Ansible roles applied to HAProxy instances
|secondary-ip||Ensures that each HAPEE instance is able to configure a secondary private IP on boot, as that doesn’t happen by default on Amazon EC2.|
|ec2facts||Gathers ENI and EIP facts for further use in Heartbeat EIP helper scripts.|
|hapee-lb||Auto-generates the hapee-lb.cfg configuration file from a Jinja2 template and populates private IPs in the backend server definition.|
|heartbeat||Handles complete Heartbeat installation with all prerequisites and configuration (ha.cf, authkeys, haresources, updateEIP1 and updateEIP2 Heartbeat Resource Agents) on both load-balancer nodes; note that helper scripts differ between load-balancer nodes.|
Ansible role applied to web backend nodes
|nodejs||Handles installation and configuration of the node.js HTTP server.|
In the upcoming sections, we’ll explain these roles in detail.
In order for a load balancer to reassign a failed peer’s EIP to itself, you need to have a secondary private IP address to associate with it. EIPs are assigned either to the whole ENI or to an individual private IP address. We are choosing the latter because dealing with multiple ENIs causes more overhead.
Every EC2 instance gets one private IP by default. Adding a second is a two-step process. First, you’ll use the ec2_eni module from the development version of Ansible to add a secondary private address to the existing ENI.
The next step is to query AWS for instance metadata to find out what address was assigned. In the Amazon Linux distribution, a specific ec2-net-utils package would handle this step, ensuring that, if enabled, a secondary private IP address keeps being refreshed with DHCP. Sadly this doesn’t happen automatically with any other Linux distribution, so we must use a rudimentary shell script to do so. The secondary-ip Ansible role copies this shell script to the load balancer node and sets it to run as a service.
The script is as follows:
Now after the service starts up, each load balancer will have two private IP addresses assigned to their respective ENIs.
Prior to applying the heartbeat role, the ec2facts role gathers some information about the EC2 ENIs and EIPs. This includes information about interface IDs, allocation IDs, and private addresses that are needed when configuring Heartbeat.
Although the example project gets many of its variables from ec2.py, which is used for creating a dynamic inventory, it doesn’t populate all of the information you need. So, the example project relies on two other development-version Ansible modules: ec2_eni_facts and ec2_eip_facts. Together, these generate the rest of the necessary variables.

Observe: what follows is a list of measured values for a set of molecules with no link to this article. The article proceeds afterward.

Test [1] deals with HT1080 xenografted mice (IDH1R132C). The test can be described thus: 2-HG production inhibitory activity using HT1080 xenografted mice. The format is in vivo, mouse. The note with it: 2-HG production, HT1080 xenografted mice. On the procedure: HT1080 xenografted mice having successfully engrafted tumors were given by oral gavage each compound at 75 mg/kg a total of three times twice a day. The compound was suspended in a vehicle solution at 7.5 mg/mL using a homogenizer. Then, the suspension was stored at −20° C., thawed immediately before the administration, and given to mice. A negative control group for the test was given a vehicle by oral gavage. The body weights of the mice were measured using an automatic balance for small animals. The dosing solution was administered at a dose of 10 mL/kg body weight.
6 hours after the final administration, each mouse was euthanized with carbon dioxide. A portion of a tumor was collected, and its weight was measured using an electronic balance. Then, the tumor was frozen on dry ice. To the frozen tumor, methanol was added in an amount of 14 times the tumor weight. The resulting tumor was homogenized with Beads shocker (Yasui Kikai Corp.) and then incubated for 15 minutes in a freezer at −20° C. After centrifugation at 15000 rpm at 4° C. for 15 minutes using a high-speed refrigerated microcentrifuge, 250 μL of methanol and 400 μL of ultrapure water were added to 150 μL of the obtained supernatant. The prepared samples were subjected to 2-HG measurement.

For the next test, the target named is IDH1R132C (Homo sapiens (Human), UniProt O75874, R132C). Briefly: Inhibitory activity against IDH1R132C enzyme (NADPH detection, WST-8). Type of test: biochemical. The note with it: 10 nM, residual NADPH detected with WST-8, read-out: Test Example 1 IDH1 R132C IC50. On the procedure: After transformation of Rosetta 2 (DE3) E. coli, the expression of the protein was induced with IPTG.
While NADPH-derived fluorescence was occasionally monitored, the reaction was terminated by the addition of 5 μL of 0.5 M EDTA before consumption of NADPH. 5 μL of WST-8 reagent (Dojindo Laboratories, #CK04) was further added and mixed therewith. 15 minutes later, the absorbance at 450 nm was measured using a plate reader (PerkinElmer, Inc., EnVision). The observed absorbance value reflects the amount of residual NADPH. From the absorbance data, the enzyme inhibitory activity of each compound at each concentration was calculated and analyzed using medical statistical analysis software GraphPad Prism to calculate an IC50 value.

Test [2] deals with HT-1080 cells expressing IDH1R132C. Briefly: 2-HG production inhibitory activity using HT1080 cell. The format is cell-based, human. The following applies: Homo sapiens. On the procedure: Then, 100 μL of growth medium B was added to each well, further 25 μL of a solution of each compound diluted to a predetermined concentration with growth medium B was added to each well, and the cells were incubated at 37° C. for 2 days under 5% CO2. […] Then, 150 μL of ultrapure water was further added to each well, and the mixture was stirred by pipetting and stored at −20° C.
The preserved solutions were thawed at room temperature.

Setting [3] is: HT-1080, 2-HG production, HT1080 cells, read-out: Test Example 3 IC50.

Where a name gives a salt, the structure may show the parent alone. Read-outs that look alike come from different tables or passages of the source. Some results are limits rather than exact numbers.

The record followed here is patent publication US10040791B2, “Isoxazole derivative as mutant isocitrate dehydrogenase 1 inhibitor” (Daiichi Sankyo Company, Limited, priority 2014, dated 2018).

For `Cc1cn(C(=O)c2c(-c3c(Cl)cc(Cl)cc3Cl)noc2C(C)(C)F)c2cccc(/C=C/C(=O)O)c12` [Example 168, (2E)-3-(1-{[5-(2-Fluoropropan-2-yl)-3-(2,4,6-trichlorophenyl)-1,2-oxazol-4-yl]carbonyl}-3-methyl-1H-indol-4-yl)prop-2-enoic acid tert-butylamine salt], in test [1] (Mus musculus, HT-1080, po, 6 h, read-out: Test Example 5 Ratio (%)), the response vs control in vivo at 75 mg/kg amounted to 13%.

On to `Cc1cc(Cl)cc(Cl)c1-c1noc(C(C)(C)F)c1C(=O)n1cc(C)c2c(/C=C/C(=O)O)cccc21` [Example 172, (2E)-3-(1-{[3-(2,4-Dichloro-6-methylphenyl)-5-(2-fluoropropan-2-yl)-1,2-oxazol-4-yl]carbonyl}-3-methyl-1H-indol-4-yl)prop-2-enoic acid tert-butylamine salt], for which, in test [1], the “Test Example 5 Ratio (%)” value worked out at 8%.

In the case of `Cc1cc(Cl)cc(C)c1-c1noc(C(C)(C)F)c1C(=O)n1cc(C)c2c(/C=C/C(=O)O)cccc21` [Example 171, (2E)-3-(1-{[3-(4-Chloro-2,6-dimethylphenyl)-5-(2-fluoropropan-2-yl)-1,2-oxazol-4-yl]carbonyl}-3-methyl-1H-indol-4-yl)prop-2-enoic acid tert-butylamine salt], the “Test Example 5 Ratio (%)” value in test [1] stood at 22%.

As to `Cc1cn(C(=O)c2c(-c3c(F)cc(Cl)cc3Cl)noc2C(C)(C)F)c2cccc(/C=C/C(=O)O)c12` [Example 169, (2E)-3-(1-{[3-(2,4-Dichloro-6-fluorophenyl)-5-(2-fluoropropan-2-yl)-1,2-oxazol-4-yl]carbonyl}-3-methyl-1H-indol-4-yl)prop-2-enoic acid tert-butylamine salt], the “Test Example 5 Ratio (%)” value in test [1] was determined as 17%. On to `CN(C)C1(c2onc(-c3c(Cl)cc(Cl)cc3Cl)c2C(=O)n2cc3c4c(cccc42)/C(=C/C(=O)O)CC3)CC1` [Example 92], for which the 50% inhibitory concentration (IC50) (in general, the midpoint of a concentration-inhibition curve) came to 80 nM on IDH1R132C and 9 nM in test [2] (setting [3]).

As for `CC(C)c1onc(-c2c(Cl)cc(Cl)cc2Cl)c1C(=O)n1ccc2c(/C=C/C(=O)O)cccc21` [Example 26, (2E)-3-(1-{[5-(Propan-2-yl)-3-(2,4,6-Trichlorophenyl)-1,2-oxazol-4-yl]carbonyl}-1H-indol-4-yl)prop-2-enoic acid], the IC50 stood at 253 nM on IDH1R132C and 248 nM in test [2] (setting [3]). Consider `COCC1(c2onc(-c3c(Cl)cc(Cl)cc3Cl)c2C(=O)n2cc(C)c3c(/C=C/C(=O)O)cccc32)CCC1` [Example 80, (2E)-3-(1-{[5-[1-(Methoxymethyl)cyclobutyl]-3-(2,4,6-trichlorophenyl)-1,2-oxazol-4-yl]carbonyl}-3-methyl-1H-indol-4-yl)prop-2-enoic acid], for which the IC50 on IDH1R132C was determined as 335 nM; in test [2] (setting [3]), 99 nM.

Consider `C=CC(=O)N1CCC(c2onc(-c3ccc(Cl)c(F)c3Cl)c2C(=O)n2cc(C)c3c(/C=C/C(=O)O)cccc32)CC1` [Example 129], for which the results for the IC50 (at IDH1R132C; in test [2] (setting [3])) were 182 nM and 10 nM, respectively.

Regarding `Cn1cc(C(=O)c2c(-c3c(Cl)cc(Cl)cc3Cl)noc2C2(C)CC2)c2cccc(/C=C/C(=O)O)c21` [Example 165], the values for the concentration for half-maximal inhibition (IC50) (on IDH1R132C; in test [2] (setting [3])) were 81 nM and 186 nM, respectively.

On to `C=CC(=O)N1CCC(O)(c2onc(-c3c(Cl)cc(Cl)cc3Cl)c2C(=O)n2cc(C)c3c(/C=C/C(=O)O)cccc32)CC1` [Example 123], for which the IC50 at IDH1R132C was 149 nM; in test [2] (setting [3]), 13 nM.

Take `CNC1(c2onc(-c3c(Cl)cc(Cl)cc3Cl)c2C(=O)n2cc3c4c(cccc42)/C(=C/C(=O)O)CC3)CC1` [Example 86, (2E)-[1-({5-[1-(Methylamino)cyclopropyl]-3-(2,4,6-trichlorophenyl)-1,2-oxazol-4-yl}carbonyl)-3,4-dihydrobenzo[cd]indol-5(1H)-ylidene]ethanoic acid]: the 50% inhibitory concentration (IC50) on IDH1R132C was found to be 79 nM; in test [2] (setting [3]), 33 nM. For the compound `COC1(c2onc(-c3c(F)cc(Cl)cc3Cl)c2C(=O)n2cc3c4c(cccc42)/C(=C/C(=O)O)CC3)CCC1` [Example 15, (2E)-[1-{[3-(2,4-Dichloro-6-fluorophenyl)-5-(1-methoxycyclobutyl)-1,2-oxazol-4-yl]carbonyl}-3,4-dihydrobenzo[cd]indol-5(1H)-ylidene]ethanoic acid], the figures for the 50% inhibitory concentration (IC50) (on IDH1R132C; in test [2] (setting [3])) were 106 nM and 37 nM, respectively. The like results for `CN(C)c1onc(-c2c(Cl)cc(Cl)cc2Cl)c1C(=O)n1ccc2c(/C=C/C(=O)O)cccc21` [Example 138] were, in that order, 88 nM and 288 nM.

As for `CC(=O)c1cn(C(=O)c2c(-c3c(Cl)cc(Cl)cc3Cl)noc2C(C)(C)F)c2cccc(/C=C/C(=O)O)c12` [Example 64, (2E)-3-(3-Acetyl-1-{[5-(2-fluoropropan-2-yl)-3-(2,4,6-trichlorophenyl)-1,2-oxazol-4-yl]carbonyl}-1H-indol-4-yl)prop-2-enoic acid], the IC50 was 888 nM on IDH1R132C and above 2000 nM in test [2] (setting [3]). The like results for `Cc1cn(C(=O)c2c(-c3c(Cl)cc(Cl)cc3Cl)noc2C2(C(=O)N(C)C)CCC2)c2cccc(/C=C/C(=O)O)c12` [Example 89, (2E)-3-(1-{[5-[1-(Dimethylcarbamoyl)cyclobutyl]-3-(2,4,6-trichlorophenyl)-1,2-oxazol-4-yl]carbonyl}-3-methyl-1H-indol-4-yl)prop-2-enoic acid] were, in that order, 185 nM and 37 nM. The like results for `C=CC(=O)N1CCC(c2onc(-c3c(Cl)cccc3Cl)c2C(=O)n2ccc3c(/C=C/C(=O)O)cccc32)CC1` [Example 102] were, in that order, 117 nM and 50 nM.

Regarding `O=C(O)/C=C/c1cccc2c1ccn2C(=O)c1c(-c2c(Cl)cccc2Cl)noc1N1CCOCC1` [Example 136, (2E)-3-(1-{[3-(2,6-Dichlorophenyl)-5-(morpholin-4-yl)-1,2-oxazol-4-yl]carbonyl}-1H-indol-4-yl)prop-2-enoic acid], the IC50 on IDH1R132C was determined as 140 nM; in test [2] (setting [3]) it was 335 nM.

The hapee-lb role generates a complete HAProxy Enterprise configuration file, hapee-lb.cfg, that sets up round-robin HTTP load-balancing over all of the backend web servers. It uses a fairly extensible Jinja2 template, which you can further customize to cover specific configuration cases such as number of threads to run depending on the number of CPU cores, and so on:
When this template is rendered, the
listen section will include all of the addresses of your web servers, as in the following example:
The real magic of the project is setting up high availability between your load balancers through Heartbeat. Furthermore, Heartbeat associates the elastic IP addresses with the private IP addresses on the HAProxy nodes.
This role is the most complex of all, as several files must be rendered from templates. The Heartbeat configuration file, ha.cf, needs to list all private IP addresses in use as well as the default gateway, which it pings to avoid split-brain situations. Its Ansible template looks like this:
The rendered file will look like this:
We are using unicast communication, as in a cloud environment using multicast is not a feasible option unless we delve into various overlays that make it happen. For our purposes, using unicast is good enough. When the template is rendered, each private IP address will be listed on its own line, prefixed with
In the haresources file, we list the primary node for each EIP resource and the helper scripts, updateEIP1 and updateEIP2, that map the EIPs to private addresses. The helper scripts are basically just wrappers over the AWS CLI:
Let’s review possible scenarios that the updateEIP Resource Agent scripts will hande. Note that these are just regular LSB init scripts.
- No failure scenario:
- updateEIP1 on the first node associates EIP1 to primary ENI, primary private IP
- updateEIP2 on the second node allocates EIP2 to primary ENI, primary private IP
- Failure scenario:
- updateEIP2 on the first node (failure on the second node) associates EIP2 to primary ENI, secondary private IP
- updateEIP1 on the second node (failure on the first node) associates EIP1 to primary ENI, secondary private IP
Let’s take a look at the template for the updateEIP1 script:
The updateEIP2 script is the same as updateEIP1, except that
first_eip is switched for
second_eip. Both scripts have standard and required actions for a Resource Agent: The
start command will associate an EIP to a primary ENI and primary or secondary private address, depending on whether it is an EIP belonging to a remote peer or to a local instance; the
stop command will disassociate an EIP; the
status command just shows an EIP association status.
The End Result
Once these Ansible roles are executed, you’ll have two HAProxy Enterprise load balancers that accept traffic directly over publicly routed Elastic IP addresses. Remember to update your DNS settings to point to both EIPs.
These instances are able to monitor one another and recover their peer’s EIP if the peer is stopped due to maintenance or failure. This allows you to put HAProxy at the front lines of your cloud infrastructure without the need for Elastic Load Balancing.
This concludes our HAProxy Enterprise Heartbeat HA example. Doesn’t it feel good to remove some extra layers from your AWS infrastructure? As a reminder, all of the example code is available and contains complete Terraform and Ansible configurations. Use it for testing and to contribute further improvements!
In the next part of this blog series we will replace Heartbeat with Keepalived/VRRP, which is our standard enterprise-recommended setup. Please leave comments below! Contact us to learn more about HAProxy Enterprise or sign up for a free trial.